19 Jul 2011
Online Forms – How Long Is Too Long?
Your site has finally started generating click-through traffic! It’s evident that people are reading and responding to your AdWords campaign, and they are seeking more information. They’re landing on the page, but how can you turn that click into a lead? How can you keep that person coming back for more?
First, the AdWords user needs to develop a strong enough value proposition, or reason for a customer to be invested in their offer. Once the customer has clicked-through to the landing page, they need to be interested enough to provide personal information via an online form. It is essential that this form is simple and streamlined. It should gather only the most pertinent information about the customer, without being too invasive or too lengthy. This is the AdWords user’s chance to snag a lead, and acquire the contact information that is needed to promote products and offers to these customers in the future.
The length of an online form can make or break the acquisition of a lead. The only thing keeping that customer interested enough to fill out the text boxes, is the offer promised to them on the other end. Naturally, the owner of the landing page would want to get as much information about the potential lead as possibly, but they need to do this with finesse and without driving that person away.
A recent study performed by Marketo showed that asking for less ultimately provides AdWords users with more. By using a series of three forms of different lengths (five, seven and nine questions), they were able to generate the estimated price-per-lead based on the final number of conversions, or customers who completed registration, for each of the forms. The five question form asked the most basic questions: first name, last name, work email, job function (drop-down) and company. The seven question form added number of employees and industry, and the nine question form added those plus work phone and CRM system.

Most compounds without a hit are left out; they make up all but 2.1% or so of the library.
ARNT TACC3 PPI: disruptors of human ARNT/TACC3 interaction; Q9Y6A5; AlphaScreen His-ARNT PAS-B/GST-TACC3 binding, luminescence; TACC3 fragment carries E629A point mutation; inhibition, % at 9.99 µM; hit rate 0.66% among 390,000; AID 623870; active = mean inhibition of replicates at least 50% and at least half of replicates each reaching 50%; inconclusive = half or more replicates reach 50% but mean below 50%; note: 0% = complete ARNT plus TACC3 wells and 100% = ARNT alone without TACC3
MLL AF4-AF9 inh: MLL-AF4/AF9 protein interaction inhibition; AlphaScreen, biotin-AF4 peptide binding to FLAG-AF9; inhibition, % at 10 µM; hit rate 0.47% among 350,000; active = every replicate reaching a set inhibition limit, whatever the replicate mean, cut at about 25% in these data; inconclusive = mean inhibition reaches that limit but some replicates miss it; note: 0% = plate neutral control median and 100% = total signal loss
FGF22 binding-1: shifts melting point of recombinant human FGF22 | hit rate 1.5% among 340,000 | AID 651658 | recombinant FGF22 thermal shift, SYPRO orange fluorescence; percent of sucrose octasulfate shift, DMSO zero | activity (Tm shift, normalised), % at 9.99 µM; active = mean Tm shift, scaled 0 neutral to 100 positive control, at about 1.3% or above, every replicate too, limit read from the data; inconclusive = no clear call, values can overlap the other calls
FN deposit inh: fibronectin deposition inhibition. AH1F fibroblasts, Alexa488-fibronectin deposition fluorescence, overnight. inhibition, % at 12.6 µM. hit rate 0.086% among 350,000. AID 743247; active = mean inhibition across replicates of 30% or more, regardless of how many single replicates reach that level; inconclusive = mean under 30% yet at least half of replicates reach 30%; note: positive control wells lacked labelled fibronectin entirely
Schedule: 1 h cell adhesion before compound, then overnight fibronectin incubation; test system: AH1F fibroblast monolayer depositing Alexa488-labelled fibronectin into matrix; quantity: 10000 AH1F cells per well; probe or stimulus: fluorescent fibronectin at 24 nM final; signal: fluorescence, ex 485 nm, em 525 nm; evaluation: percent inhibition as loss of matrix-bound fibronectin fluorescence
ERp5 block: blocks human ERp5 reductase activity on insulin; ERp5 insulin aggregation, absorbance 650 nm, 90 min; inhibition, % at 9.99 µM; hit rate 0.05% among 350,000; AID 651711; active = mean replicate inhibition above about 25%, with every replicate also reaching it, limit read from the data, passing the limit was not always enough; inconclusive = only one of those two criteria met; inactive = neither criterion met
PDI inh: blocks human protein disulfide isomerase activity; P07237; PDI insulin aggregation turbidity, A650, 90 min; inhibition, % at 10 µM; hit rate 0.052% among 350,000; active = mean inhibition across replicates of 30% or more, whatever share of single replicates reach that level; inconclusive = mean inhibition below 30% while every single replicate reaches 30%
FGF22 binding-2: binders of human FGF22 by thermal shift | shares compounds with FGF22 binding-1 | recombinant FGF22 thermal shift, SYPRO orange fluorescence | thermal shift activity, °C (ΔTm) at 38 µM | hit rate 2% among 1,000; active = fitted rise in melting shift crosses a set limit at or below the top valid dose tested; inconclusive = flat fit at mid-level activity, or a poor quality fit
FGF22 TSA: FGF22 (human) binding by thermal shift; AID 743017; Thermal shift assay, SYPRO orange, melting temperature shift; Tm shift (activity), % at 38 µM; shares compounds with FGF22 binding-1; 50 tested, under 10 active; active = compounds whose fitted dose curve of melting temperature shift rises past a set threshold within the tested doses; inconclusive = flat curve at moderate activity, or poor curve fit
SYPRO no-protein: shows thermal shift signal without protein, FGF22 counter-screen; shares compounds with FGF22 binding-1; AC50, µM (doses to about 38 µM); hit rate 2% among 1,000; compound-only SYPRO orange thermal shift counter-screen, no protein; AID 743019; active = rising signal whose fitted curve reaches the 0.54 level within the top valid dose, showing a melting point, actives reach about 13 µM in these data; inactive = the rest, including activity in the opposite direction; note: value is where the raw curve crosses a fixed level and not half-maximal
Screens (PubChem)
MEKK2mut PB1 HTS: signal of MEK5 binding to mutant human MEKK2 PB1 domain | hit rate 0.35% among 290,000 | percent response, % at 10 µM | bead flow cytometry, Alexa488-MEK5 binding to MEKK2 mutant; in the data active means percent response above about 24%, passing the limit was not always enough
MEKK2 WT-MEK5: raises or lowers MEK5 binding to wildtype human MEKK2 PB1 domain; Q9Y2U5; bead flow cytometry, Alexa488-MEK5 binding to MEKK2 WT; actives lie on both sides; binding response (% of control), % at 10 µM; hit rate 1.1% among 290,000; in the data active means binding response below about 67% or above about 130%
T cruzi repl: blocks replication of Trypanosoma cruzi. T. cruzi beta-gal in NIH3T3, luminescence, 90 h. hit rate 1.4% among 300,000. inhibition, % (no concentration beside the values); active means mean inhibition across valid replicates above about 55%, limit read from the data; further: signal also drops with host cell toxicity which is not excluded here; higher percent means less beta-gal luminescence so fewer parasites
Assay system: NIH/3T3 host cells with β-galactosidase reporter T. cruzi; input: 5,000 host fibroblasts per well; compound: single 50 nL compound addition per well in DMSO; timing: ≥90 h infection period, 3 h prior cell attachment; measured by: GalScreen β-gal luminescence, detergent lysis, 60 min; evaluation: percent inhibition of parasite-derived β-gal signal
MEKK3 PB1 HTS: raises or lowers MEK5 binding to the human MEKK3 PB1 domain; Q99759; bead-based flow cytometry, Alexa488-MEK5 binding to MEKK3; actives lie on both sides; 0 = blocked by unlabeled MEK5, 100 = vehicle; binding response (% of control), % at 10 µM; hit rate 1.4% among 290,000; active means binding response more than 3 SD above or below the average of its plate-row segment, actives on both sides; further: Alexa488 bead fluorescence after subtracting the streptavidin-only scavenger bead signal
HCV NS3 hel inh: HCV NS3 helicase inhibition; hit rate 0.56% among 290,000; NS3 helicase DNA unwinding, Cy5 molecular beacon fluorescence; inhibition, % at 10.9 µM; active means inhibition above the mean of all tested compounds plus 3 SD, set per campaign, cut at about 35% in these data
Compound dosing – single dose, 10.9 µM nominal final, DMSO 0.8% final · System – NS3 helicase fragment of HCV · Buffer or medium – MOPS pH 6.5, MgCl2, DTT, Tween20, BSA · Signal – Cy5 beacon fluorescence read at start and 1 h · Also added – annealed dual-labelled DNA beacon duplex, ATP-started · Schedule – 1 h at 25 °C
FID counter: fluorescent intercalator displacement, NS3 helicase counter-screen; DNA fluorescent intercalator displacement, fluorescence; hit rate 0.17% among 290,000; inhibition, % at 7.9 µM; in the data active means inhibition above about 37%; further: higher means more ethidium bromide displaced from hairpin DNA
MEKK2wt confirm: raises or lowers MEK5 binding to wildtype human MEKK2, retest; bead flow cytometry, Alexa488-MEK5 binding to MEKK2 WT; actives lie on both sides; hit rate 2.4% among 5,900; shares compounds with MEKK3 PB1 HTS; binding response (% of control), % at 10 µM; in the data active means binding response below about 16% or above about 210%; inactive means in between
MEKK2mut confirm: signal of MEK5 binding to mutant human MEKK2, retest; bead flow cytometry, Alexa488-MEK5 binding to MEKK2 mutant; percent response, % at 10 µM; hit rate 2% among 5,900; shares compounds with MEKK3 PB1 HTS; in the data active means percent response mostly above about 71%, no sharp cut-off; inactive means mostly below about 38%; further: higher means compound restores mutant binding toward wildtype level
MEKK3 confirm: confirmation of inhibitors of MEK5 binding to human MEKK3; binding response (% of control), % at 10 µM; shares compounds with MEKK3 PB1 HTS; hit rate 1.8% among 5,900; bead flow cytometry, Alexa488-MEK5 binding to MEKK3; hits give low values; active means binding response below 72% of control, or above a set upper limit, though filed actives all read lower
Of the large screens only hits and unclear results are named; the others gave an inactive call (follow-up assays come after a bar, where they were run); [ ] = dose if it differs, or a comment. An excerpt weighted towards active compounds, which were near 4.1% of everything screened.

The study showed that shorter forms resulted in higher level of conversions, and thus a lower cost per lead. Longer online forms resulted in fewer customer conversions, and increased cost per lead overall. Marketo’s research showed that the five question form produced an average conversion rate of 13.4 percent. The seven question form converted at 12 percent, and the nine question form converted only 10 percent of visitors. The differences in the cost per lead was significant, as well, with a 16.6 percent relative difference between the seven field form and the nine field form and 25.4 percent relative difference between the five field form and the seven.
The studies show that asking less of your customer up front shows the potential of receiving more from them later on. Converting customers is one of the most important goals for pay-per-click advertisers; this opens the opportunity to have working relationships with those people. Once they are in the AdWords user’s database, they are invested and connected. They can be reached whenever new products or offers hit the market. Using shorter online forms means that more of those relationships can be formed, and more sales can be made down the road. Try to overcome the urge to gather too much personal data up front; it’s likely that once you acquire that lead, you will likely be openly given that information during the next transaction. Keep it simple, and use common sense when optimizing online forms to gain more leads.
What to Do if Someone Else Claimed Your Google My Business Listing
Jun 30, 2016
How to Analyze Your PPC Lead Data (With 15 Mini Case Studies)
Jun 28, 2016
The Weekly Measure: How to Advertise on Reddit, Comparing Domain Authority and Page Authority, & Using Content to Build Thought Leadership
Jun 24, 2016
How to Build Your Thought Leadership With Content Marketing
Jun 21, 2016